The Humane AI Pin, the first wearable ‘AI device,’ is blasted by reviewers

April 11, 2024

  • Humane's AI Pin wearable device received largely poor reviews
  • Reviewers note clunky functionality, bad battery life, and more
  • The $699 device was the first AI-integrated wearable to hit the market
AI wearables

Major reviewers have burst the Humane AI Pin’s bubble, a $699 AI-powered wearable device. 

The device, worn on the chest and features a touchpad, camera, and laser projector, promises to provide users with hands-free access to AI models like OpenAI’s ChatGPT 4.0 and Google’s Gemini. 

However, early impressions from The Verge, WIRED, and The Washington Post, among many others, suggest that the AI Pin fails to hit the target. 

David Pierce from The Verge spent nearly two weeks testing the device. He found it “so thoroughly unfinished and so totally broken in so many unacceptable ways” that he couldn’t recommend it to anyone.

He also cited issues with slow performance, overheating, poor battery life, and an inability to complete basic tasks reliably. 

“In general, I would say that for every successful interaction with the AI Pin, I’ve had three or four unsuccessful ones,” Pierce lamented. 

Julian Chokkattu from WIRED echoed this, noting that the AI Pin’s responses were often inaccurate or slow and that its projector display was difficult to navigate, especially in daylight. He also encountered thermal issues, with the device overheating after just a few queries. 

The AI Pin‘s camera was also disappointing, particularly in low light, though that’s forgivable. Chokkattu also had some positive takes, such as quality real-time translation and solid wireless calling.

Another reviewer, Chris Velazco, from The Washington Post, acknowledged the potential for AI wearables to change how we interact with technology but found the AI Pin’s execution lacking.

He highlighted the device’s limited compatibility with popular services and its inability to sync with a user’s existing phone number as key drawbacks.

“If there’s a lesson here, though, it’s that rather than splurging on a new device that promises to fix our problems, we may be better off forcing ourselves to use the ones we have more judiciously,” Velazco wrote.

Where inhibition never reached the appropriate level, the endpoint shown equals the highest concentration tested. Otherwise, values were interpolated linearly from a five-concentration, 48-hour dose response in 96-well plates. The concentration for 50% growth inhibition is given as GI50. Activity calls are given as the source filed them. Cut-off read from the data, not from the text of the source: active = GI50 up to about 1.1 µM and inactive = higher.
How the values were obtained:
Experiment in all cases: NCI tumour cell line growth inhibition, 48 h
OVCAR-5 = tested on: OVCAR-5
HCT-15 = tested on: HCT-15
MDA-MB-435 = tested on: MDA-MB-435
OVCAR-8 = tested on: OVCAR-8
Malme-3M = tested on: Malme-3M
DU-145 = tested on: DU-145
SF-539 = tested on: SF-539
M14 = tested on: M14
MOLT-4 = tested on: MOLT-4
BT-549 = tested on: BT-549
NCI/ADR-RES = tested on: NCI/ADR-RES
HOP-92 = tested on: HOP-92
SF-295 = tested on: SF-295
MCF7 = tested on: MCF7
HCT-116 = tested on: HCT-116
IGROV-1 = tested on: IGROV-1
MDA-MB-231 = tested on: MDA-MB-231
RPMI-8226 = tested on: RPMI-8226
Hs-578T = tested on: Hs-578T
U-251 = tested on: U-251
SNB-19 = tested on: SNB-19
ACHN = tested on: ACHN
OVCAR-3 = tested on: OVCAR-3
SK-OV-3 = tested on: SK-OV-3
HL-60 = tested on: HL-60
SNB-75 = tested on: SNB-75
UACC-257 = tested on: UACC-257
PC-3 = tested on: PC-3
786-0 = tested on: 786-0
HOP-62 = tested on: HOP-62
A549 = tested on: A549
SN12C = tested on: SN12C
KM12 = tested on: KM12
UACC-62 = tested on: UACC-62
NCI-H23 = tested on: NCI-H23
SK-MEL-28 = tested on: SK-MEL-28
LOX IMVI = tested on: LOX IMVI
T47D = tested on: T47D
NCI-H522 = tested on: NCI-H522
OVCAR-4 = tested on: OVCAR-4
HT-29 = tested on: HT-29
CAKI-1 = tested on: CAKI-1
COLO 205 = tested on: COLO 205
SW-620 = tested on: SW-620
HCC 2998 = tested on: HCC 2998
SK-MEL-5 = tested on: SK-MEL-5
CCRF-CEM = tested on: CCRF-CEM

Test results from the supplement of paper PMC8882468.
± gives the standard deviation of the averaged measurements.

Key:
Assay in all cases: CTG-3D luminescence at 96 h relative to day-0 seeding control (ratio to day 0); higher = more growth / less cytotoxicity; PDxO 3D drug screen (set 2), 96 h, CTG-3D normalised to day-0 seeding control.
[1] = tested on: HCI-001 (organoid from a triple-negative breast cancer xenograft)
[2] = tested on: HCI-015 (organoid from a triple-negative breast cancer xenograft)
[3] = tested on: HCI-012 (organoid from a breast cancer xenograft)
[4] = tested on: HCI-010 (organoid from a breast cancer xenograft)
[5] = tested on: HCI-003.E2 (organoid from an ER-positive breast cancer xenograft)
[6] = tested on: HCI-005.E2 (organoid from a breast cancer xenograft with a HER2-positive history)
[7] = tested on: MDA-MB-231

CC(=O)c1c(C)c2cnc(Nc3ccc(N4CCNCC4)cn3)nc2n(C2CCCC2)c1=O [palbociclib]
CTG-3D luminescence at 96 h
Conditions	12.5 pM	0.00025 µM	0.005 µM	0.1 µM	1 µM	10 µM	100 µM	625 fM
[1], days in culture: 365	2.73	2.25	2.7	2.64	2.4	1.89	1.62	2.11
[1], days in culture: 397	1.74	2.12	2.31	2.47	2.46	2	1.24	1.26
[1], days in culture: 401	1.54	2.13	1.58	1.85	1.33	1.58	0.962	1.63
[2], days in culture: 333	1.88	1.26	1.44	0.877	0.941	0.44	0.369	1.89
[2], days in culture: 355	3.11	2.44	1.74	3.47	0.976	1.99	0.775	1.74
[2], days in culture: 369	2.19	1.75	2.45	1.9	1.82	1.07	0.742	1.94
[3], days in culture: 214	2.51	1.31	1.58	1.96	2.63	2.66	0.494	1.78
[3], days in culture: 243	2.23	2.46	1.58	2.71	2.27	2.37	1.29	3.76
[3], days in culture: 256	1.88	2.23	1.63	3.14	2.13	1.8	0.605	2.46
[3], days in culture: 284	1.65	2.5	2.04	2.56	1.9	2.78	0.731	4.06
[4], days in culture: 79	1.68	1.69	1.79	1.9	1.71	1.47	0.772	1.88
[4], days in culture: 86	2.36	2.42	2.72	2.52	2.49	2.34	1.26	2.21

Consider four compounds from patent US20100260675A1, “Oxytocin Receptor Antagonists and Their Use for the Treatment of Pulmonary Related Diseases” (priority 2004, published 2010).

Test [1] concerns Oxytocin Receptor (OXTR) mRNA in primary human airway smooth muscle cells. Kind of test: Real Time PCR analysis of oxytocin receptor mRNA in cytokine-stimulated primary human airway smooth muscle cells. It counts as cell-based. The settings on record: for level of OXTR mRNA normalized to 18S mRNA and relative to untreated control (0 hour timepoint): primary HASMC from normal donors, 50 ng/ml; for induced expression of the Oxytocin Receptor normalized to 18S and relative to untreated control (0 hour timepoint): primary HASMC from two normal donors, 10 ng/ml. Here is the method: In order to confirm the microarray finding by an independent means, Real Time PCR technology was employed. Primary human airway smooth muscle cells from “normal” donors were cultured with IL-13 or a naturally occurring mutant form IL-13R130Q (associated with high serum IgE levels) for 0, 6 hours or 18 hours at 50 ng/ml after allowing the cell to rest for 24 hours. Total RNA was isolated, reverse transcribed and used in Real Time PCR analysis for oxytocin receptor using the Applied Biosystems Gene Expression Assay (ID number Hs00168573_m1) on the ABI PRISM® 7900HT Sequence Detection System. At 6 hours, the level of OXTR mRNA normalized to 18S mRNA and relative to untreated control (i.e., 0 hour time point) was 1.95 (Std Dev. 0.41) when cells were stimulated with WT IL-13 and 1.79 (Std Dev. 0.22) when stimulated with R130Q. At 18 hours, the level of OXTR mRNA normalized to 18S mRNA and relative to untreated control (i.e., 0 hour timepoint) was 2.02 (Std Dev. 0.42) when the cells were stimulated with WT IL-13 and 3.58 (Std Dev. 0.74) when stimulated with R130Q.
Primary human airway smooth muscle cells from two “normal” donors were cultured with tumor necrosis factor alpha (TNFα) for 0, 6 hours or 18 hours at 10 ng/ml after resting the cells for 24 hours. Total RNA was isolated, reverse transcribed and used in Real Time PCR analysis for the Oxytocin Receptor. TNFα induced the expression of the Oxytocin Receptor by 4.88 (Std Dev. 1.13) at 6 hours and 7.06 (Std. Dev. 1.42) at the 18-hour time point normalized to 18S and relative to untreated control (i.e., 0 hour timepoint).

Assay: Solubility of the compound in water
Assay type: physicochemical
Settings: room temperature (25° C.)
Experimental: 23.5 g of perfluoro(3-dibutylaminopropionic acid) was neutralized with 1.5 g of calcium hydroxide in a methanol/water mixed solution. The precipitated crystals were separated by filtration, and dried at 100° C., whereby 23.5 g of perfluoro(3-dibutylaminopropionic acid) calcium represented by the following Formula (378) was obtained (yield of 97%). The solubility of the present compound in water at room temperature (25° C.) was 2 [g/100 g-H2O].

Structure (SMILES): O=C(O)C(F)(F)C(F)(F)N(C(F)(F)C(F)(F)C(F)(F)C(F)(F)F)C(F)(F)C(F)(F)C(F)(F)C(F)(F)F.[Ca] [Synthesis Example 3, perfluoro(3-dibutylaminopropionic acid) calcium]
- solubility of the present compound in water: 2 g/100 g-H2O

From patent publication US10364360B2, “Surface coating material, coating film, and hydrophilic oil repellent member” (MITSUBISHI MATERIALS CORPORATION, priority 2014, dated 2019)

The AI Pin misses the target – but it’s just the start

One of the main issues reviewers encountered was the AI Pin’s lack of basic features and integrations. 

Setting reminders, accessing calendars, and navigating to locations are currently absent, though Humane has stated that many of these functions will be added in future updates. 

The device’s security also raised unease, as its reliance on a physical passcode could allow unauthorized access if left unattended on a jacket or bag.

The AI Pin project is reminiscent of Google Glass, which was promptly shelved for the consumer market after Google realized no one wanted it on their face. 

Like Google Glass at the time, right now, the AI Pin is the only device of its sort available. It’s niche, it’s overtly positioned on one’s body, it doesn’t strike the right impressions, and it doesn’t justify its hefty price tag.

Nevertheless, Humane’s co-founders, Imran Chaudhri and Bethany Bongiorno, who previously worked at Apple, have emphasized that the AI Pin is just the beginning of their vision.

Didn’t someone say once that you should never buy the first generation of new tech anyway?

Next up, we’ve got the Rabbit R1, another ‘AI device’ that could challenge reviewers to give a positive assessment, though at least this one costs $199. 

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Sam Jeans

Sam is a science and technology writer who has worked in various AI startups. When he’s not writing, he can be found reading medical journals or digging through boxes of vinyl records.


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